Monday, August 23, 2010

Musician Kenny Edwards R.I.P.

Kenny Edwards, a founding member of The Stone Poneys, passed on August 18, 2010 at age 64. The causes were cancer and a blood disorder.

Kenny Edwards was born on February 10, 1946 in Santa Monica, California. He grew up in Mar Vista and attended Venice High School. He took to guitar early, having all night guitar sessions with his father. In 1965 he and Bobby Kimmel formed The Stone Poneys. It was Mr. Kimmel, a native of Tuscon, who told Mr. Edwards of singer Linda Rondstadt, who became lead vocalist for the group. The Stone Poneys soon became big on the Los Angeles club circuit. They were signed to Capitol Records in 1966. In 1967 they had a hit with "Different Drum," a song written by Mike Nesmith before he became one of The Monkees and recorded by The Greenbriar Boys. Mike Nesmith performed a comedy version of the song in the Monkees episode "Too Many Girls," which aired about nine months before The Stone Poneys version.  The Stone Poneys' version went to #13 on the Billboard charts.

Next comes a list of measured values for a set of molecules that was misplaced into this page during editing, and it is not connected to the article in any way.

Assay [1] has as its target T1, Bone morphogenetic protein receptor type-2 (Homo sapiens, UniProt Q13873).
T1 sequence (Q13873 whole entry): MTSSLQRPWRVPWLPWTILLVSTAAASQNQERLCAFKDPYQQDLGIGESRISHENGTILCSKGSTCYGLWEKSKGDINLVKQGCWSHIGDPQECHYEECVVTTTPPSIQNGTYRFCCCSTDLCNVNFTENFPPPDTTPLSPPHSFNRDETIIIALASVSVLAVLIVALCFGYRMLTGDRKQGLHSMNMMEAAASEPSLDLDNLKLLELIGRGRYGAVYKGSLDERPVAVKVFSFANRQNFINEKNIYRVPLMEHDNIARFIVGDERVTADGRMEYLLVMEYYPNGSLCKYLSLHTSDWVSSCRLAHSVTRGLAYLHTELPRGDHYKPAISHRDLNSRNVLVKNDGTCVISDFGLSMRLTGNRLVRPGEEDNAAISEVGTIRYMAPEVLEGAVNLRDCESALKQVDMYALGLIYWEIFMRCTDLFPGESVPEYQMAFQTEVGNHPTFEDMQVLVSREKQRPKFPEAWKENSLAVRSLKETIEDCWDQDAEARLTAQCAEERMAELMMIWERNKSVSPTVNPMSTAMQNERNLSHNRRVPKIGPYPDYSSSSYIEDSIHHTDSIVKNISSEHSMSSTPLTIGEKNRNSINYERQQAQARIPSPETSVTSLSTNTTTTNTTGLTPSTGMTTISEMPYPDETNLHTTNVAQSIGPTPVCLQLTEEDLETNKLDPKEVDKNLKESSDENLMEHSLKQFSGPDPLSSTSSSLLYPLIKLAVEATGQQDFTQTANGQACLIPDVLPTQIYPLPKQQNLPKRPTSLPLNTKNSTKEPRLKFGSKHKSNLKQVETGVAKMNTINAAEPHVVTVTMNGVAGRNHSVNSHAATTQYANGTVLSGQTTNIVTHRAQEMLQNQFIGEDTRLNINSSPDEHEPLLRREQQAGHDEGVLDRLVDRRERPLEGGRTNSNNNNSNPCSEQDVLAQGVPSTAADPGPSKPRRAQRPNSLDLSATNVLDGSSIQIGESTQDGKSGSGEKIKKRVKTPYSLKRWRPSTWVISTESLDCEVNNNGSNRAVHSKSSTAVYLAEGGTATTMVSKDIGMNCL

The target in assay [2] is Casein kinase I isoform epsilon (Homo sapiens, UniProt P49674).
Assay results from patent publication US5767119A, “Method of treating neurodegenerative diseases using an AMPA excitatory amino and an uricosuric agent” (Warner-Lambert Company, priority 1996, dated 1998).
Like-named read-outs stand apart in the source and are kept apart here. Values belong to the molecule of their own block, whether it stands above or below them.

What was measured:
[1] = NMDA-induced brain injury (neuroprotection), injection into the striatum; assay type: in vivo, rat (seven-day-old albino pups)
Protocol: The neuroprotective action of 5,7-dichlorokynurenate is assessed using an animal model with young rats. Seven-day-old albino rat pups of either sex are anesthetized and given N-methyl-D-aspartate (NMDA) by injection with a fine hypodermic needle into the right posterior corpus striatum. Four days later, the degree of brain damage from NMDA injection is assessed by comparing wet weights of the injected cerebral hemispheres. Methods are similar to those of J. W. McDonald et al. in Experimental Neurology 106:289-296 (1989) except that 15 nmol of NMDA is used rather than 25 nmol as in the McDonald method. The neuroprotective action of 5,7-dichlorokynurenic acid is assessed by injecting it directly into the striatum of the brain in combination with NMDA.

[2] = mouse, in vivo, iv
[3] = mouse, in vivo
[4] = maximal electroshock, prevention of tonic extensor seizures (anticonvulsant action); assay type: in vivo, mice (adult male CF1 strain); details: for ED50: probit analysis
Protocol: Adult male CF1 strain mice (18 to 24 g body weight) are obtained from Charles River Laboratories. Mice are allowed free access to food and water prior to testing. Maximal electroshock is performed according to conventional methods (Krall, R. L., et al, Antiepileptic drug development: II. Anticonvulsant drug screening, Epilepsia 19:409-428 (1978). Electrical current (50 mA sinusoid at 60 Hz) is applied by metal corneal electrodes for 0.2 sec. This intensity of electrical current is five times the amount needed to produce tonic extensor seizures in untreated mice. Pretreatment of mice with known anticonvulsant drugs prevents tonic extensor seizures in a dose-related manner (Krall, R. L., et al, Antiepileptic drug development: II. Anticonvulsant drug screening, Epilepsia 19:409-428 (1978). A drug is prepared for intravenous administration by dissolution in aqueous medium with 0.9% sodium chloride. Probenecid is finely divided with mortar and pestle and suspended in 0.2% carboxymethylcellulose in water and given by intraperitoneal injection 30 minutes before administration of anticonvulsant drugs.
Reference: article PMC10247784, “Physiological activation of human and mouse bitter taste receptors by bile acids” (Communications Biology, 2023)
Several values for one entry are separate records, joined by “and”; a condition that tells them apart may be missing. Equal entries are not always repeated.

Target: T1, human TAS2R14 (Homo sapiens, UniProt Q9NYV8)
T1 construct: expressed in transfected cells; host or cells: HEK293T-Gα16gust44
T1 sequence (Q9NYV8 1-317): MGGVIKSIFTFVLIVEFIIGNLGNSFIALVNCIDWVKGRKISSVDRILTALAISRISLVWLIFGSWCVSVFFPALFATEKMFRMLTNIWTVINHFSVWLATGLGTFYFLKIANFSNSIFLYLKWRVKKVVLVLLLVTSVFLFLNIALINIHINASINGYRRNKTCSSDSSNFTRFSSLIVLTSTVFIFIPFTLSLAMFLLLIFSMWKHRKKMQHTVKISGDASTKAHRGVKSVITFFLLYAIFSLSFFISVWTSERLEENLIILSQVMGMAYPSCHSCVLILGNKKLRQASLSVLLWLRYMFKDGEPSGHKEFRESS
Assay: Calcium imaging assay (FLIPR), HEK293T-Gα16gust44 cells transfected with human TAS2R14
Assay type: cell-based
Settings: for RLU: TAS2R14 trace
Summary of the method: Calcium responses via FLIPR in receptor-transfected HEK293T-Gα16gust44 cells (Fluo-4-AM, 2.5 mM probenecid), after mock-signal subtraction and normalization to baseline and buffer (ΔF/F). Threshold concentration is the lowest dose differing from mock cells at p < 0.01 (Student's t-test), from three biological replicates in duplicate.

Unfortunately, having a hit record would create additional stress for the band, and The Stone Poneys went through various incarnations before breaking up in 1969. Kenny Edwards would then form the band Bryndle. Unfortunately Bryndle would see little success. Signed to A&M Records in 1970, the band released the single "Woke Up in the Morning, " but were never able to complete their debut album. The band eventually broke up.

Kenny Edwards would then go onto perform and write for several musicians. He worked frequently with Stone Poneys band mate Linda Rondstadt, appearing on eight of her albums. He also worked frequently with Bryndle band mate Karla Bonoff, appearing on four of her albums. Over the years he would work with Warren Zevon, Don Henley, Stevie Nicks, and Ringo Starr. Bryndle reunited in 1995 and toured the United States. They issued their debut album that year and released a second album in 2001. In 2000 Mr. Edwards launched a solo career. He released his self titled solo debut in 2002 and a follow up, Resurrection Road in 2009.